Even in Antwerp, printers had to be careful.  Plantin’s property is seized in 1562 because he sold a heretical pamphlet, but he conceived an ambitious project that would place his credentials as faithful servant of the Church beyond doubt.  He planned to print the multi-volume polyglot Bible in Latin, Greek, Hebrew, Chaldaic (Middle Eastern language), and Syriac.  He sought sponsorship from one of the most powerful men in Europe, Philip II, whose domain encompassed not only the kingdom of Spain by all the Netherlands.  Because of the royal sanction, the Bible became known as the Biblia Regia.

Polygot Bible, Plantin Moretus Museum, Museum Monday, social media, virtual tour, museum experience

Polygot Bible

Philip II insisted that a learned Spanish clergyman, Benito Arias Montano, should supervise the project.  The multi-volume project became a difficult and expensive undertaking.  New typefaces were struck in the Greek and Hebrew alphabets.   Plantin’s son in law and business partner, Jan Moretus, was fluent in Greek, but compositors employed who were capable of setting Hebrew.  Philip II proved far readier at sending instructions than at forwarding the financial aid he had promised.  Even after publication of all eight volumes, the problems did not cease.  A rival scholar denounced Montano to the Spanish Inquisition, claiming that the Hebrew and Chaldaic sections were overly supportive of Jewish beliefs.  Montano was acquitted, but nobody in the 16th century stood before the Inquisition without anxiety.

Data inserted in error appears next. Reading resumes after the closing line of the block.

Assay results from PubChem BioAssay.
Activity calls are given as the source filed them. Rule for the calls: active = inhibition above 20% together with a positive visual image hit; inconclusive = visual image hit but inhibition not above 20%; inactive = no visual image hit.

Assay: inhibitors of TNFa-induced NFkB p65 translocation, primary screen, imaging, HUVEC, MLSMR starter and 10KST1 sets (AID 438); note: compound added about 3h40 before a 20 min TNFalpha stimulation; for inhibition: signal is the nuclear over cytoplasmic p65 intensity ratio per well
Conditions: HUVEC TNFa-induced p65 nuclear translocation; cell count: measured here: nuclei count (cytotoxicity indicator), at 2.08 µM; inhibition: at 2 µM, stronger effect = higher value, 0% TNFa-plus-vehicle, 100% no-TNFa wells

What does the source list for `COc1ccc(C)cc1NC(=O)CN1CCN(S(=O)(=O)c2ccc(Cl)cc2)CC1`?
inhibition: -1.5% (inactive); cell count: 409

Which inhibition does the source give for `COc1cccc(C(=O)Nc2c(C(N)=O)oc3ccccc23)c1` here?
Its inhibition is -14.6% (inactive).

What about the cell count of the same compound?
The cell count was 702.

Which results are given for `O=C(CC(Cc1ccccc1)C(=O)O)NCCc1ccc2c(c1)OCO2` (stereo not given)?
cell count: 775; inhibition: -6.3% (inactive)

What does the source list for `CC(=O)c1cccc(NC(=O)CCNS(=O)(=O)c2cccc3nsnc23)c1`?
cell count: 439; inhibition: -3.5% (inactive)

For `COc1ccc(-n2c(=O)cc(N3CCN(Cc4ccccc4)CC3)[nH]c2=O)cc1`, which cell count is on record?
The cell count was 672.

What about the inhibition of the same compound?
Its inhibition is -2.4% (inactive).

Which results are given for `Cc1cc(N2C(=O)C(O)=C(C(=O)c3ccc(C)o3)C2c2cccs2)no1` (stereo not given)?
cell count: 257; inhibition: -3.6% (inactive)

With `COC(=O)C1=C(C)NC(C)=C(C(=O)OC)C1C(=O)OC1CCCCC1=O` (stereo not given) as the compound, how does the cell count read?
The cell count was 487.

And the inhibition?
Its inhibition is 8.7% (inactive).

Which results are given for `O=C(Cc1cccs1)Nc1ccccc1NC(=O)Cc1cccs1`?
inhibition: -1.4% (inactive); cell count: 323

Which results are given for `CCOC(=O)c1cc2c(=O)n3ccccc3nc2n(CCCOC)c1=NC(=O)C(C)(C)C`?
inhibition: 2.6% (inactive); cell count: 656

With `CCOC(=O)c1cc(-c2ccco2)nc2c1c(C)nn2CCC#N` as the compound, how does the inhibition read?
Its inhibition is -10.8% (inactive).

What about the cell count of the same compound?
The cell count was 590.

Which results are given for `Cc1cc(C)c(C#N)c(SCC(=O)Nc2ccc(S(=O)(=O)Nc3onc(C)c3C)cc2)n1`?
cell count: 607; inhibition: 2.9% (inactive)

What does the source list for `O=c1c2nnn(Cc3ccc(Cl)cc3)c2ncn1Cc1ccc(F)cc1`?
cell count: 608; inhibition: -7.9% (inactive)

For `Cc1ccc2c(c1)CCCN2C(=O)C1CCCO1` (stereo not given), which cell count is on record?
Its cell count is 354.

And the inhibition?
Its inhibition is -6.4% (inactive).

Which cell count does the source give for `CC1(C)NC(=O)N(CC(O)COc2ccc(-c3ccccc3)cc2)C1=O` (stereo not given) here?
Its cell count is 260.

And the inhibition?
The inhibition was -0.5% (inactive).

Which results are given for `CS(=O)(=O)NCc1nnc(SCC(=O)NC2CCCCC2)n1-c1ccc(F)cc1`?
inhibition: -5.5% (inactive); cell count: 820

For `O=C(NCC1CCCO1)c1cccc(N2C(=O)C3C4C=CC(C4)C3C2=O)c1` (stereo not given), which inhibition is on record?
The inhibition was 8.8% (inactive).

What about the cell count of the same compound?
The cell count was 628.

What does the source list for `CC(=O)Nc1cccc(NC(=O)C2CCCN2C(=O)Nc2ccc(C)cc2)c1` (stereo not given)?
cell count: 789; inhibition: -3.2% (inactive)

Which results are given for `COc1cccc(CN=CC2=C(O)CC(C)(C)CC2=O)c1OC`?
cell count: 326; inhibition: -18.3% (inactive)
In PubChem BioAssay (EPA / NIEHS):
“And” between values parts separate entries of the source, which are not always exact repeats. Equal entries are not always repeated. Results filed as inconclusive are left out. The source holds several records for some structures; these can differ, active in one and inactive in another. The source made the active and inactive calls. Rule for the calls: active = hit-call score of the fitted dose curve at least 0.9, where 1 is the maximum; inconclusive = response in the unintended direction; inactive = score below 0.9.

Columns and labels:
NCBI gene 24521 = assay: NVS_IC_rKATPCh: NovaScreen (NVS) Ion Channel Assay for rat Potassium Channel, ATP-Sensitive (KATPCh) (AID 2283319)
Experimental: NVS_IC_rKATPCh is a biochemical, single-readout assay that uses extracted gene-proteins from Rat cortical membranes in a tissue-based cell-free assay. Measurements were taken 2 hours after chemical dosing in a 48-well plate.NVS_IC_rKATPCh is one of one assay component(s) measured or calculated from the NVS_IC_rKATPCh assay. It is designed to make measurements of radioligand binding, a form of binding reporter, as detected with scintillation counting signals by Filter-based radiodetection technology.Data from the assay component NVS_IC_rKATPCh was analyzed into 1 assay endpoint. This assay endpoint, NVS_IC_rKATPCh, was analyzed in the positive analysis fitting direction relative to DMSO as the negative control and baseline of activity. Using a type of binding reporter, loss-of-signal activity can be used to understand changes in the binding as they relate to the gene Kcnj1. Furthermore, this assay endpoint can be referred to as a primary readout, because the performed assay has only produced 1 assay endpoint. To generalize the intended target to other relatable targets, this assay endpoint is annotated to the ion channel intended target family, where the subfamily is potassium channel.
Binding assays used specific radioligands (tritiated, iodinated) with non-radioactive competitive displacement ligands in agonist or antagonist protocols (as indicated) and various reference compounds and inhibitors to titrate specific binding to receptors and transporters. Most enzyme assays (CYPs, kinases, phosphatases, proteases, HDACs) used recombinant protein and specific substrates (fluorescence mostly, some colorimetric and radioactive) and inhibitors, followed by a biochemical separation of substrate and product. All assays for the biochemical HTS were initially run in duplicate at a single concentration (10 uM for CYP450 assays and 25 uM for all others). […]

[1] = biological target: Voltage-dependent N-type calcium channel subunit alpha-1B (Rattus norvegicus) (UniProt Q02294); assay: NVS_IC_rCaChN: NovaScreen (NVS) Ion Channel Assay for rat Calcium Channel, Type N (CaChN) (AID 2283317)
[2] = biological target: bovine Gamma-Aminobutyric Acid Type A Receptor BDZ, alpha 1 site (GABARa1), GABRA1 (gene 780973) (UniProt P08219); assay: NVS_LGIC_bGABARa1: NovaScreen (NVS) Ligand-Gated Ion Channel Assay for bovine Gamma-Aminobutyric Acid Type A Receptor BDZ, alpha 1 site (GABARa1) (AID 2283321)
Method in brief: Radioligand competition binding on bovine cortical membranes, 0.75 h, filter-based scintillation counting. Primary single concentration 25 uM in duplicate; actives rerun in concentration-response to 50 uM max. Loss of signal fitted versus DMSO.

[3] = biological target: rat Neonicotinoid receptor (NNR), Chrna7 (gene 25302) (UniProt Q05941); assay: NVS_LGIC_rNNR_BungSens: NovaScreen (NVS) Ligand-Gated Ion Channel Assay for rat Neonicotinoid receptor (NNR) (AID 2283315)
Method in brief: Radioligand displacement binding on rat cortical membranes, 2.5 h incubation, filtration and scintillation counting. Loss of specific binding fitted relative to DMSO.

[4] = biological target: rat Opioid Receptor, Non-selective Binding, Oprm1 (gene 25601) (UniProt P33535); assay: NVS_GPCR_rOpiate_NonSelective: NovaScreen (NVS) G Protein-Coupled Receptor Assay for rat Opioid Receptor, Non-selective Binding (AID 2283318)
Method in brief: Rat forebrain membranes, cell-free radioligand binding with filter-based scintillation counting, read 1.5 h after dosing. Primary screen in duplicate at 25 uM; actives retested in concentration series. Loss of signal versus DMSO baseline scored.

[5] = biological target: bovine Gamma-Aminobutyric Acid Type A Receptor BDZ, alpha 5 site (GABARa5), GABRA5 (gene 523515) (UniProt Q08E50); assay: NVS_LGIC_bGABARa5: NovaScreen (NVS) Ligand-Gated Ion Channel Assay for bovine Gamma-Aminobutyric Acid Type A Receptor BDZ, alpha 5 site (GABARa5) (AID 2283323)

With various typefaces skillfully arranged on the page to avoid confusion, the Polyglot Bible is regarded as Plantin’s masterpiece as a printer.

Abraham Ortelius by Peter Paul Rubens, Museum Monday, social media, virtual tour, museum experience

Abraham Ortelius by Peter Paul Rubens

Abraham Ortelius’ momumental work, Theatrum Orbis Terrarum, regarded as the first atlas to appear.  It was an instant success and four issues of the first edition are published in 1570.  When it appeared, it was the most expensive book ever printed.  The enthusiasm from the public resulted in 7300 copies from 1570-1612.

Map of Alexander the Great's conquests, Museum Monday, social media, virtual tour, museum experience

Map of Alexander the Great’s conquests

The thriving enterprise of Plantin produced 2450 works, and continuing after the death of Christophe Plantin by his son-in-law, Jan I Moretus (1543-1610), and then his son Balthasar I Moretus (1574-1641).  His friendship with Peter Paul Rubens consolidated the firm’s reputation.  The famous artist produced drawings of exceptional works of Baroque publishing.  The international reputation led to visits by Marie de Medici in 1631, Queen Christina of Sweden in 1654 and a number of Italian and Polish aristocrats.

Balthasar Moretus, Plantin Moretus Museum, social media, Musuem Monday, virtual tour, museum experience

Balthasar Moretus 1574-1641